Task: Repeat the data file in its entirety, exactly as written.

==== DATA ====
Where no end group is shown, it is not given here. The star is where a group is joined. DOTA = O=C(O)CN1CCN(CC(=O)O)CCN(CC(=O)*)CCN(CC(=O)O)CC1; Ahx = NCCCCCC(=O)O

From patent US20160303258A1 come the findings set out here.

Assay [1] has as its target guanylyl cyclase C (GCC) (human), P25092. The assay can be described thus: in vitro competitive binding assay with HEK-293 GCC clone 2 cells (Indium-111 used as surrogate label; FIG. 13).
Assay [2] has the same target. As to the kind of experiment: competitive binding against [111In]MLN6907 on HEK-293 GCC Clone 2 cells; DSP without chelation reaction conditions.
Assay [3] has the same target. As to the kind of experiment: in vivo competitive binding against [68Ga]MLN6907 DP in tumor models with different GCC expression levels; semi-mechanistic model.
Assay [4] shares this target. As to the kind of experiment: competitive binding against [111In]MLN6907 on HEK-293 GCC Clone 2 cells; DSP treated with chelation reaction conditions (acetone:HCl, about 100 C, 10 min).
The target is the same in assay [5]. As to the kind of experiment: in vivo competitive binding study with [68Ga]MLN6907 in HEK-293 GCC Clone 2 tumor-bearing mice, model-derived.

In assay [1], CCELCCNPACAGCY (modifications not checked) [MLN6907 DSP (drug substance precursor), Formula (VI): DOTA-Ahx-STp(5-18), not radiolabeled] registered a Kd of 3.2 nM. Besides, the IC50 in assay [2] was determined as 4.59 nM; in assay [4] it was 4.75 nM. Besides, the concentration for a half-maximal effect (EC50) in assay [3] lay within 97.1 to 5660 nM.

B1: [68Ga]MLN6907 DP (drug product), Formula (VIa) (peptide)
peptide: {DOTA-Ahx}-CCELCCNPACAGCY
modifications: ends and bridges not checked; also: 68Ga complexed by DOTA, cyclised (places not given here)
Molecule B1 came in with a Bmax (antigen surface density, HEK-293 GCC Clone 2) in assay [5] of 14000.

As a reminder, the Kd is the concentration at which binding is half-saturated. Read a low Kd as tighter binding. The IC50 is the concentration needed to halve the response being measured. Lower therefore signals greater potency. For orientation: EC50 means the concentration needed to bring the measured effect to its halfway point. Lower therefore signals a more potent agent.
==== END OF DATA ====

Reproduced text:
Where no end group is shown, it is not given here. The star is where a group is joined. DOTA = O=C(O)CN1CCN(CC(=O)O)CCN(CC(=O)*)CCN(CC(=O)O)CC1; Ahx = NCCCCCC(=O)O

From patent US20160303258A1 come the findings set out here.

Assay [1] has as its target guanylyl cyclase C (GCC) (human), P25092. The assay can be described thus: in vitro competitive binding assay with HEK-293 GCC clone 2 cells (Indium-111 used as surrogate label; FIG. 13).
Assay [2] has the same target. As to the kind of experiment: competitive binding against [111In]MLN6907 on HEK-293 GCC Clone 2 cells; DSP without chelation reaction conditions.
Assay [3] has the same target. As to the kind of experiment: in vivo competitive binding against [68Ga]MLN6907 DP in tumor models with different GCC expression levels; semi-mechanistic model.
Assay [4] shares this target. As to the kind of experiment: competitive binding against [111In]MLN6907 on HEK-293 GCC Clone 2 cells; DSP treated with chelation reaction conditions (acetone:HCl, about 100 C, 10 min).
The target is the same in assay [5]. As to the kind of experiment: in vivo competitive binding study with [68Ga]MLN6907 in HEK-293 GCC Clone 2 tumor-bearing mice, model-derived.

In assay [1], CCELCCNPACAGCY (modifications not checked) [MLN6907 DSP (drug substance precursor), Formula (VI): DOTA-Ahx-STp(5-18), not radiolabeled] registered a Kd of 3.2 nM. Besides, the IC50 in assay [2] was determined as 4.59 nM; in assay [4] it was 4.75 nM. Besides, the concentration for a half-maximal effect (EC50) in assay [3] lay within 97.1 to 5660 nM.

B1: [68Ga]MLN6907 DP (drug product), Formula (VIa) (peptide)
peptide: {DOTA-Ahx}-CCELCCNPACAGCY
modifications: ends and bridges not checked; also: 68Ga complexed by DOTA, cyclised (places not given here)
Molecule B1 came in with a Bmax (antigen surface density, HEK-293 GCC Clone 2) in assay [5] of 14000.

As a reminder, the Kd is the concentration at which binding is half-saturated. Read a low Kd as tighter binding. The IC50 is the concentration needed to halve the response being measured. Lower therefore signals greater potency. For orientation: EC50 means the concentration needed to bring the measured effect to its halfway point. Lower therefore signals a more potent agent.